If your dog is urinating blood, your pet may have a urinary tract infection. Although urinary tract infections are fairly common, they should be treated immediately. Of course, blood can also be a sign of other issues. In this article, you’ll learn what the possibilities are and which symptoms to look for, so you can more accurately report the details to your vet and help your pet to get better that much quicker.
- If your dog is urinating blood, the first thing to consider is a urinary tract infection (UTI). Your dog could have a UTI anywhere in the bladder system which means that it could be in the urethra (the tube that empties the bladder), the bladder itself or the kidneys. Although UTIs are relatively easy to treat, they are serious, since left unchecked, they can shut down the kidneys.
- If you have a female dog, she could have a uterine infection. If your dog is urinating blood but the infection is in the uterus, it is actually coming from the vagina. This is difficult to determine because your dog seems to bleed only when squatting to pee. Uterine infections can occur after your pet has had puppies or soon after she has come out of heat.
- If your dog is male, your pet could have a prostrate gland infection. One way to check is to look and see if the penis and/or testicles seem swollen.
Dog Urinating Blood – Other Possible Causes
- Physical injury can cause your dog to bleed when urinating. One sign that your pet has been hit by a car is a limp tail.
- Another possibility is bladder stones.
- Finally, if you have used rat poison lately, your dog may have gotten into it. When using poison substances, make sure to seal the container shut and store it in a place that your dog cannot get into. If you think this is what happened, be sure to tell your vet.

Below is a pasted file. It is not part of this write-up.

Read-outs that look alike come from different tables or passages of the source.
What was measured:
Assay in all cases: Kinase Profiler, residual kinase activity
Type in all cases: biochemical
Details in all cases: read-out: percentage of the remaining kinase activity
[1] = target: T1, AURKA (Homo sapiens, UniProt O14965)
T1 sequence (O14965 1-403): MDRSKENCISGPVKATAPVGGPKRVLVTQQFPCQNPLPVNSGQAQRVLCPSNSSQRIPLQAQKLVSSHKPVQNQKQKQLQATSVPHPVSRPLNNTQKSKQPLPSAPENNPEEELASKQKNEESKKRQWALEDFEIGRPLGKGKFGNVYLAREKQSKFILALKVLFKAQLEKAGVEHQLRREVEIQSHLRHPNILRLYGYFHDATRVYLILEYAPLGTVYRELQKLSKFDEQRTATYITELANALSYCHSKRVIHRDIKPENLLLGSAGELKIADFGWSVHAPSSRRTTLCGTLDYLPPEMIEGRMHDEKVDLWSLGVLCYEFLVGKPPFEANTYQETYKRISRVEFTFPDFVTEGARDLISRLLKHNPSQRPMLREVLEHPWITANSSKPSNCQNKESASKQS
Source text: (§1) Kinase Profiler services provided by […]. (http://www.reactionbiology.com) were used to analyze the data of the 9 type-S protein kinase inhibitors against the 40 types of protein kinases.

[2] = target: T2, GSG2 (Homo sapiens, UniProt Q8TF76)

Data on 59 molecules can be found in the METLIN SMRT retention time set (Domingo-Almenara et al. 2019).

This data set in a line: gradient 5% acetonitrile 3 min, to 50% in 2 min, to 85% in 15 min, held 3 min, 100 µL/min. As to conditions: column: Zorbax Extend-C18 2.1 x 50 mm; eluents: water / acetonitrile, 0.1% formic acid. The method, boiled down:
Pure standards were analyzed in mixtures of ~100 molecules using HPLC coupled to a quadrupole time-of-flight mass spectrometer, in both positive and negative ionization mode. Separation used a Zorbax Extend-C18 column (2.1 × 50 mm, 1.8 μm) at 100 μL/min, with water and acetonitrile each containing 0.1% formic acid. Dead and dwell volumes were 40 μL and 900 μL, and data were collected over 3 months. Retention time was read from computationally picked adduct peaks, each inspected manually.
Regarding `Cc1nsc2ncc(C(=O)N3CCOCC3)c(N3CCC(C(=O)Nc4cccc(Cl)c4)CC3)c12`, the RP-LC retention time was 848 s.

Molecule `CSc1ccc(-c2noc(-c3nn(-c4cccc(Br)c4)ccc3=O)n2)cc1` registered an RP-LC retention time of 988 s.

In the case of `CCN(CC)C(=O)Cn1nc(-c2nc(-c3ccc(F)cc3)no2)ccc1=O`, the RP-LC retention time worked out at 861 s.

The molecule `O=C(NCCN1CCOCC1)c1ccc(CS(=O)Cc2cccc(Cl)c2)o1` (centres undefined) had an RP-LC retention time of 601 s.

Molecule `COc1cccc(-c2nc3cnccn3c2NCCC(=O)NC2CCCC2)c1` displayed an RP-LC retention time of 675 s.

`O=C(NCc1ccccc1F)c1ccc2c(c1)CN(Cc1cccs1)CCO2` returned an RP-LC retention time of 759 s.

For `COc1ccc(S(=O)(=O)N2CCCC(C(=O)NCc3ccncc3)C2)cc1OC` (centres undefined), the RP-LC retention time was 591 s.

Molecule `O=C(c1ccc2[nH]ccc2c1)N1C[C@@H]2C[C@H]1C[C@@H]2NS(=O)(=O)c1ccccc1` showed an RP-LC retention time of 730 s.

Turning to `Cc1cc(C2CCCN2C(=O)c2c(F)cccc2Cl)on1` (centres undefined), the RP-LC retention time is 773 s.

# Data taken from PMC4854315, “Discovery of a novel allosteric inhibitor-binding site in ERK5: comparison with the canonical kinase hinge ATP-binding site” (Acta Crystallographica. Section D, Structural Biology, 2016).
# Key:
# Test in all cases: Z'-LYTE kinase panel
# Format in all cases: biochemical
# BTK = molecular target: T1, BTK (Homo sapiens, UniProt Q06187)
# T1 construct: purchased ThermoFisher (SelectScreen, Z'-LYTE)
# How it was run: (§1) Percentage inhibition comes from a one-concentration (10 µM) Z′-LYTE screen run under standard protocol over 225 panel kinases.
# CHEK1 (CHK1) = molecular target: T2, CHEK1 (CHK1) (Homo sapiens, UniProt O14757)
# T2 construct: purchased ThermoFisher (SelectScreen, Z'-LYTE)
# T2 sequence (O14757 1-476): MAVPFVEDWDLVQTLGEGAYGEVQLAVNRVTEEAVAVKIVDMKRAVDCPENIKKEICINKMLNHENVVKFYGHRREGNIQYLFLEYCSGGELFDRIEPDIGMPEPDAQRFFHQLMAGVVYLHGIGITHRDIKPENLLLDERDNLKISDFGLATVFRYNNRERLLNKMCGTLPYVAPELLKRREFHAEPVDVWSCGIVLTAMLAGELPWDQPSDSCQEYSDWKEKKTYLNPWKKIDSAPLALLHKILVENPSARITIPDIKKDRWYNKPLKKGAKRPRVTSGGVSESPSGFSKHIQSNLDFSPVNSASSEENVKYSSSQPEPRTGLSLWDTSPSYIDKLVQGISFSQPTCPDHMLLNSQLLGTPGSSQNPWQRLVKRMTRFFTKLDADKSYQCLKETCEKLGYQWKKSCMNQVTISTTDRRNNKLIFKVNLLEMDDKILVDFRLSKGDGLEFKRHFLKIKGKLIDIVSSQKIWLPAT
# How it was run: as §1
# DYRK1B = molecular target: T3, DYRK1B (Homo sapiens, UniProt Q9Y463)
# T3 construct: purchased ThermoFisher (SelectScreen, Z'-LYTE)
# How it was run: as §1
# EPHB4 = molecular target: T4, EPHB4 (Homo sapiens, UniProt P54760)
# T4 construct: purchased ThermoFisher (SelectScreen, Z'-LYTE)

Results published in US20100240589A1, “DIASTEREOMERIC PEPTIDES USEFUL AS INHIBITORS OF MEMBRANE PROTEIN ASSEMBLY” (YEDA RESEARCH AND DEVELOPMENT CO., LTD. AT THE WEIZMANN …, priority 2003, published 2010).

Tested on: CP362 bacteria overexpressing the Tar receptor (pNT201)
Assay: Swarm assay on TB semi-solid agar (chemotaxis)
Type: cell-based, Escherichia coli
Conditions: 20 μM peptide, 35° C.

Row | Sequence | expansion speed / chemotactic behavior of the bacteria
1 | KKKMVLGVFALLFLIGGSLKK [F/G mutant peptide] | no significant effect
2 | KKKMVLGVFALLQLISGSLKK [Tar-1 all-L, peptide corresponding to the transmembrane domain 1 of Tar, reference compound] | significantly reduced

As you can see, there are many possible causes when your dog is urinating blood. No matter what you think the problem is, pay close attention to the symptoms and get your pet to the vet. The vet will use the information you provide, along with her own assessment to determine which tests to do and the best course of action.
You may not know that many bladder-related problems can be prevented by giving your dog a nutritional supplement that supports healthy bladder flow and keeps the urinary tract clean and infection-free. It is wise to make such a supplement part of your dog’s routine.
Since the bladder eliminates toxins from the body, keeping it healthy is as important as brushing the teeth. Giving your dog a supplement could very well prevent another case of your dog urinating blood in the future. If your dog has been diagnosed with a UTI, since the recurrence rate is high, it just makes sense to consider prevention.
The bladder support supplement that I give my dog comes in granular form. This makes it easy-I just sprinkle some granules into her mouth daily and it dissolves upon contact with the saliva. Of course, before giving your dog a supplement, make sure to do your research.